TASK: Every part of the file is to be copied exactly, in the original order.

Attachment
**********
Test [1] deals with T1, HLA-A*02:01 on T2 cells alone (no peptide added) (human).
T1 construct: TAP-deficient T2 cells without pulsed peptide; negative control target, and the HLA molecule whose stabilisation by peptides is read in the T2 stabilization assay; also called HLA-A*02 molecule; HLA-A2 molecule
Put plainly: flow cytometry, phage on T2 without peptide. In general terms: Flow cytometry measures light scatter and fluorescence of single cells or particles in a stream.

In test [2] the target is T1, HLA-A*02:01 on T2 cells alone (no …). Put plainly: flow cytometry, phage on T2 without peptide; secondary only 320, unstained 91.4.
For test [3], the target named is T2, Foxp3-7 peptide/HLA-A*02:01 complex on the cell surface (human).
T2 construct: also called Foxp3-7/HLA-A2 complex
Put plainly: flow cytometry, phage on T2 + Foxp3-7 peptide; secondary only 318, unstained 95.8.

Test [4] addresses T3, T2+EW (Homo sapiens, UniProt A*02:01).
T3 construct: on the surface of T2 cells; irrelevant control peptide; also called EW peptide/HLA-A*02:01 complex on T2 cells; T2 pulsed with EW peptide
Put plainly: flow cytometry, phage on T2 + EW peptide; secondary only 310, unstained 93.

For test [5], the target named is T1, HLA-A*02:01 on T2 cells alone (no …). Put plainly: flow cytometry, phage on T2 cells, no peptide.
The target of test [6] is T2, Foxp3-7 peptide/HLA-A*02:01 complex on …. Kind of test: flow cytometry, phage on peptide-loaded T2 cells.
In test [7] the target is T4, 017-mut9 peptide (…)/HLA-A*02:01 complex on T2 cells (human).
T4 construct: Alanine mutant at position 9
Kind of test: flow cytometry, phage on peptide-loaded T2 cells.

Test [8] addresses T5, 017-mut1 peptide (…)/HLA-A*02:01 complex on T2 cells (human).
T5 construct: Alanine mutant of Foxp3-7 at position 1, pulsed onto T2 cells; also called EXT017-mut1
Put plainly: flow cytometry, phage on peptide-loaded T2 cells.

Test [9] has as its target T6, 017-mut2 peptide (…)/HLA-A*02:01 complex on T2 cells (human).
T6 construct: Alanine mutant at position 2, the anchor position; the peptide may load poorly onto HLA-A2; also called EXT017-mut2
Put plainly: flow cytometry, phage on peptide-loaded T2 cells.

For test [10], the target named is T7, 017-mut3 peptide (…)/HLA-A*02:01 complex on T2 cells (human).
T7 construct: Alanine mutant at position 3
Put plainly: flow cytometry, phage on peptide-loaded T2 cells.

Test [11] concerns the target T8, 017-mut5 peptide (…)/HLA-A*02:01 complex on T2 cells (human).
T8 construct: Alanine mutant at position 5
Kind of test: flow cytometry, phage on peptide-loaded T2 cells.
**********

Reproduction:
Test [1] deals with T1, HLA-A*02:01 on T2 cells alone (no peptide added) (human).
T1 construct: TAP-deficient T2 cells without pulsed peptide; negative control target, and the HLA molecule whose stabilisation by peptides is read in the T2 stabilization assay; also called HLA-A*02 molecule; HLA-A2 molecule
Put plainly: flow cytometry, phage on T2 without peptide. In general terms: Flow cytometry measures light scatter and fluorescence of single cells or particles in a stream.

In test [2] the target is T1, HLA-A*02:01 on T2 cells alone (no …). Put plainly: flow cytometry, phage on T2 without peptide; secondary only 320, unstained 91.4.
For test [3], the target named is T2, Foxp3-7 peptide/HLA-A*02:01 complex on the cell surface (human).
T2 construct: also called Foxp3-7/HLA-A2 complex
Put plainly: flow cytometry, phage on T2 + Foxp3-7 peptide; secondary only 318, unstained 95.8.

Test [4] addresses T3, T2+EW (Homo sapiens, UniProt A*02:01).
T3 construct: on the surface of T2 cells; irrelevant control peptide; also called EW peptide/HLA-A*02:01 complex on T2 cells; T2 pulsed with EW peptide
Put plainly: flow cytometry, phage on T2 + EW peptide; secondary only 310, unstained 93.

For test [5], the target named is T1, HLA-A*02:01 on T2 cells alone (no …). Put plainly: flow cytometry, phage on T2 cells, no peptide.
The target of test [6] is T2, Foxp3-7 peptide/HLA-A*02:01 complex on …. Kind of test: flow cytometry, phage on peptide-loaded T2 cells.
In test [7] the target is T4, 017-mut9 peptide (…)/HLA-A*02:01 complex on T2 cells (human).
T4 construct: Alanine mutant at position 9
Kind of test: flow cytometry, phage on peptide-loaded T2 cells.

Test [8] addresses T5, 017-mut1 peptide (…)/HLA-A*02:01 complex on T2 cells (human).
T5 construct: Alanine mutant of Foxp3-7 at position 1, pulsed onto T2 cells; also called EXT017-mut1
Put plainly: flow cytometry, phage on peptide-loaded T2 cells.

Test [9] has as its target T6, 017-mut2 peptide (…)/HLA-A*02:01 complex on T2 cells (human).
T6 construct: Alanine mutant at position 2, the anchor position; the peptide may load poorly onto HLA-A2; also called EXT017-mut2
Put plainly: flow cytometry, phage on peptide-loaded T2 cells.

For test [10], the target named is T7, 017-mut3 peptide (…)/HLA-A*02:01 complex on T2 cells (human).
T7 construct: Alanine mutant at position 3
Put plainly: flow cytometry, phage on peptide-loaded T2 cells.

Test [11] concerns the target T8, 017-mut5 peptide (…)/HLA-A*02:01 complex on T2 cells (human).
T8 construct: Alanine mutant at position 5
Kind of test: flow cytometry, phage on peptide-loaded T2 cells.